seniors-netherlands

5 Best Countries to Grow Old In

Older Americans are looking beyond these borders to find cheaper and more age-friendly places to live. So we wondered, what do other countries offer their seniors? Which country has the best health care for older folks, the best pensions, the cheapest rent and so on?

Take a look at the list we’ve started, add your own suggestions at the end and ask yourself: What does the U.S. have that someone in another country might list as “best” for those past 60?

 

Health Care: FRANCE

 


France has the best health-care system in the world, at least according to a World Health Organization report. France uses a mix of public and private financing to ensure that all legal residents have access to basic health care.

The sicker you are, the more the system cares for you – unlike many American health plans that won’t take clients with pre-existing conditions or chronic health troubles (that’s slated to change in 2014 with the Affordable Care Act). For example, France’s system completely covers the needs of 30 longterm illnesses. If you have diabetes, you pay nothing for the items you need to manage it. And no one goes broke treating cancer.

French patients have as much doctor choice as Americans, and they don’t have deductibles, just modest co-pays that are dismissed for those with chronic illnesses. Considering the result – reduction in stress over medical coverage – it’s easy to understand why people live longer in France: The average life expectancy there is 81 years, compared to 70 in the US.

 

Pensions: THE NETHERLANDS

 


The aging “crisis” is global: The percentage of the world population 60 years and older will grow from 11 percent in 2006 to 22 percent by 2050. That’s a lot of pension pockets to fill. According to Australia’s Melbourne Mercer Global Pension Index, a comparison of 14 different retirement income systems, The Netherlands is best poised to keep the coffers full.

The Index is based on more than 40 indicators falling into three categories: current benefits, system sustainability and private sector integrity. In 2011 The Netherlands scored highest, followed by Switzerland, Sweden, Australia and Canada. The United States ranked tenth and China last.

Why are things so good for Dutch retirees? Not only do they receive a social security-like pension based on lifetime earnings, they also receive a flat rate public pension just for retiring. As a result, many retirees earn as much post- as pre-retirement.

 

Employment: JAPAN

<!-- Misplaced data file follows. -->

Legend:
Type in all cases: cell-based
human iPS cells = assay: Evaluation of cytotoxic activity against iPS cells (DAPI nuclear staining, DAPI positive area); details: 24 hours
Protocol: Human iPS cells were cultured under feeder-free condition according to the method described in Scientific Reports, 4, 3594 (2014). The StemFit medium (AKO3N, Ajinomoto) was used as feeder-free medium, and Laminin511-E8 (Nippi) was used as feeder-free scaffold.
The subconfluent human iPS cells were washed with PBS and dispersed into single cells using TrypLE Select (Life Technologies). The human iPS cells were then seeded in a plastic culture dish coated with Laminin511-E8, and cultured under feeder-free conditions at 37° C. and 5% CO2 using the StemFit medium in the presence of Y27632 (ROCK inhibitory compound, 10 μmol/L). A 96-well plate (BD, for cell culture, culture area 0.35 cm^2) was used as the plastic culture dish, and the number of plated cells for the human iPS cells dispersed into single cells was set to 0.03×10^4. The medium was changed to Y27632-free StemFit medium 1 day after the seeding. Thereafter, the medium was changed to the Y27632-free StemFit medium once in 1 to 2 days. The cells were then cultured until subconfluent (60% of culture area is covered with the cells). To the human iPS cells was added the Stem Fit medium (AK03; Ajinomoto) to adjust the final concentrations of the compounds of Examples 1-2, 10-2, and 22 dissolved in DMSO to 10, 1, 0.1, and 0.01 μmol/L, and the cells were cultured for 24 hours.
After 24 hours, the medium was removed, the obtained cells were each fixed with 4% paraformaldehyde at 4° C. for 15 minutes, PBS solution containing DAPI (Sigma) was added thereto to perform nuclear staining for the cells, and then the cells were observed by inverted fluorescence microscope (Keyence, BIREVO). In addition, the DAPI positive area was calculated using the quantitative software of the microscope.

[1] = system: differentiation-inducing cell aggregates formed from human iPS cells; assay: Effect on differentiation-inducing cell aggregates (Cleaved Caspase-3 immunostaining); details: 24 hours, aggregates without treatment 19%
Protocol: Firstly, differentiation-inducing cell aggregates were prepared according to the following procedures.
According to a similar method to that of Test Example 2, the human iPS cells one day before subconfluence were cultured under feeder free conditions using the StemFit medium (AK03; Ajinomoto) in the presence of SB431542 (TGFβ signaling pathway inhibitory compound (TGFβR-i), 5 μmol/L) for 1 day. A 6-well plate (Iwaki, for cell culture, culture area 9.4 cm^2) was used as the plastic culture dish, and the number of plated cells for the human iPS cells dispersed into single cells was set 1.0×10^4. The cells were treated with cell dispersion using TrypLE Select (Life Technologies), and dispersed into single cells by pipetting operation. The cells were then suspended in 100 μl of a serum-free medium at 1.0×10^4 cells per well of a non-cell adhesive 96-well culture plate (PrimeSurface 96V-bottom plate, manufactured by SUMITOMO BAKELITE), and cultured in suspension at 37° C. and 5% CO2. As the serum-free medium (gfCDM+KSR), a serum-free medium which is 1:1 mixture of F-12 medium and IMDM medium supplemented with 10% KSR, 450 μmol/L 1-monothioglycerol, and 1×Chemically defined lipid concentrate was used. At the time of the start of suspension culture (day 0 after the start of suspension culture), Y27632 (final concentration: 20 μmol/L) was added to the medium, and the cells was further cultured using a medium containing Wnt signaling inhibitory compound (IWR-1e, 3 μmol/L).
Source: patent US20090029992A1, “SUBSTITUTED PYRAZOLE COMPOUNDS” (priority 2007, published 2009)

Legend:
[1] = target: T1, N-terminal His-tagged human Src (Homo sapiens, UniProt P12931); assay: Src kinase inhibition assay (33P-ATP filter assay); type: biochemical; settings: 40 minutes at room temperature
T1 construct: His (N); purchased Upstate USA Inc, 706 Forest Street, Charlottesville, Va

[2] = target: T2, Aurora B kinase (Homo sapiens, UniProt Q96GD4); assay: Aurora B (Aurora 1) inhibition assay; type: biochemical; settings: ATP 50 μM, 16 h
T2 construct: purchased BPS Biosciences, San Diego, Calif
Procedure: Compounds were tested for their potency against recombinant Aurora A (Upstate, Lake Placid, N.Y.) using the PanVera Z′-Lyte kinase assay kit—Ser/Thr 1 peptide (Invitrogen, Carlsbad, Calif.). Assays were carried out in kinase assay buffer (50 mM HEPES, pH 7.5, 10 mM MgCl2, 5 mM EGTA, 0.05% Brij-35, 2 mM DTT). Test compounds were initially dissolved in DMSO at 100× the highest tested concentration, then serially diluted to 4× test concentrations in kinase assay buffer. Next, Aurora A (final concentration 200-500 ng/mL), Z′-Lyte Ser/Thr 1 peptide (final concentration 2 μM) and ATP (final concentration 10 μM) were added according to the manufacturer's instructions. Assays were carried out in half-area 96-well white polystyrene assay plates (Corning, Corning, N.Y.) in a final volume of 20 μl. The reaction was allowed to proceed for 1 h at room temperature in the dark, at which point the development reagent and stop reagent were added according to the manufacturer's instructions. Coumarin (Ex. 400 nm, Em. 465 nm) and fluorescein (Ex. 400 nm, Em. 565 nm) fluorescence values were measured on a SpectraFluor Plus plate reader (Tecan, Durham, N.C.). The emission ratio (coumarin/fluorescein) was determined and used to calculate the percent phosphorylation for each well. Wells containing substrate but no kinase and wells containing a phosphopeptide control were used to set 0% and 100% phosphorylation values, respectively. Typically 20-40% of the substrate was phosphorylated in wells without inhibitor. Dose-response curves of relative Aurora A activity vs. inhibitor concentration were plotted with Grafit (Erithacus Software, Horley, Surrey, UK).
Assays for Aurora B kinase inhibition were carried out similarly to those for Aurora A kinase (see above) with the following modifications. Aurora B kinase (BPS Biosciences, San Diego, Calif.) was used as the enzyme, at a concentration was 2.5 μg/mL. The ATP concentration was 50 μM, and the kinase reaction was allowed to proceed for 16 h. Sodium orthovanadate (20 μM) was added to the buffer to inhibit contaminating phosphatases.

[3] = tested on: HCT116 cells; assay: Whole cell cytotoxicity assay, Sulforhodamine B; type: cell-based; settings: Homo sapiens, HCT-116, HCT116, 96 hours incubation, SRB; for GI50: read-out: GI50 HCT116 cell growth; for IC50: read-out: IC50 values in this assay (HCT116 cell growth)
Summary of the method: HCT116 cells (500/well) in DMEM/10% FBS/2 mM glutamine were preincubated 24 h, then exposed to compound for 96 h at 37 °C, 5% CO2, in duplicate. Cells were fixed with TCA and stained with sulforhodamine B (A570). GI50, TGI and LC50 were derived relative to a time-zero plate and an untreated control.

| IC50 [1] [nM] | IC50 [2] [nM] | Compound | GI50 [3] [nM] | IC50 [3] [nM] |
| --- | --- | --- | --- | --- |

Among the 33 countries surveyed by the Organisation for Economic Co-operation and Development, the average legal age for retirement is 64. Expect that number to rise as governments try to save their pension systems while the global population ages. That’s not bad news for everyone. Plenty of senior citizens prefer to continue working, even part-time. If that describes you, then Japan is the place to be.

Almost 69 percent of Japanese people age 55 to 64 participated in the 2010 labor force, compared to 65 percent of Americans in that age group. Also in Japan: Some 38 percent of seniors ages 65 to 69 worked in 2010, compared to 31 percent here. The kicker is for those aged 70 to 74: In Japan, 30 percent of that group continued to work in 2010, a higher number than in any other OECD country.

Japan has the largest percentage of people 65 and older in the world, which would naturally drive up that country’s stats. But it’s possible that seniors are more welcome in the workforce there, and more excited about working. Did you know, for example, that Japanese senior citizens volunteered to work at the radiation-damaged Fukushima power plant to save younger workers from getting sick during the cleanup?

 

Housing: NICARAGUA

 


Although some counties have cheaper housing than Nicaragua (Madagascar apparently has the world’s lowest rents, but then again that country also has one of the highest poverty rates), Nicaragua is one of the most affordable Central American counties and one that’s actively recruiting retirees. Two-bedroom houses can go for as little as $30,000, or $250 a month in rent ($150 for one-bedrooms), and it costs less than $200 to become a resident. Total expenses for a month there, including domestic help, can be as little as $500. Of course, for Nicaraguans, those prices are relative to local earnings.

Civil war and strife? Those days are long gone; this small, coastal country wants folks to see it as the new, more affordable Costa Rica.

 

Social Life: MEXICO

 


Many countries offer some kind of government-funded health insurance and have cheaper housing than the U.S. But what about affordable opportunities to stay active and engaged? ForeignPolicy.com declared Mexico one of the best places for seniors because of its “lively social scene.” Almost 7,000 government-run community centers and clubs around the country are attended by 200,000 people a day. Plus, senior citizens get to take advantage of considerable discounts (up to 100 percent!) at grocery stores, restaurants and pharmacies, and on public transportation.

 

Which countries would you add to our list – and what should seniors in other countries come to the U.S. for? Share your suggestions in the comments box below.

18 comments
  • Adeel
    REPLY

    I think islamabad Pakistan is a great place for retirement.its very safe,great weather,great and affordable private health care, English speaking doctors nurses and most of the city.very affordable rents,and very cosmopolitan.downside is too much negative media coverage about pakistan.but it’s capital islamabad is totally safe and fun.for 1200 dollars a couple can retire in 2 bed apt with a full time maid and decent healthcare coverage.100 embassies and international staff add to the cosmopolitan atmosphere

  • grace
    REPLY